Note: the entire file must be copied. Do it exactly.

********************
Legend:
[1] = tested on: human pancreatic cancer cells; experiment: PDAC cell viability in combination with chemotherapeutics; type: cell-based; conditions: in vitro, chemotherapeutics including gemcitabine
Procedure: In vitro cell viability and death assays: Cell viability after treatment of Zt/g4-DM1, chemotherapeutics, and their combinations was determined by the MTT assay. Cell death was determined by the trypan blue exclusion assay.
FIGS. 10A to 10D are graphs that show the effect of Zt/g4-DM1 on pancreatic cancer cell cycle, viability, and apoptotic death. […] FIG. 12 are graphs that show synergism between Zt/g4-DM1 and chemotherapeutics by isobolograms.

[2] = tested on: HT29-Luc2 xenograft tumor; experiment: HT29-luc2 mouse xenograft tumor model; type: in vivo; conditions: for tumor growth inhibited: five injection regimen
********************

Legend:
[1] = tested on: human pancreatic cancer cells; experiment: PDAC cell viability in combination with chemotherapeutics; type: cell-based; conditions: in vitro, chemotherapeutics including gemcitabine
Procedure: In vitro cell viability and death assays: Cell viability after treatment of Zt/g4-DM1, chemotherapeutics, and their combinations was determined by the MTT assay. Cell death was determined by the trypan blue exclusion assay.
FIGS. 10A to 10D are graphs that show the effect of Zt/g4-DM1 on pancreatic cancer cell cycle, viability, and apoptotic death. […] FIG. 12 are graphs that show synergism between Zt/g4-DM1 and chemotherapeutics by isobolograms.

[2] = tested on: HT29-Luc2 xenograft tumor; experiment: HT29-luc2 mouse xenograft tumor model; type: in vivo; conditions: for tumor growth inhibited: five injection regimen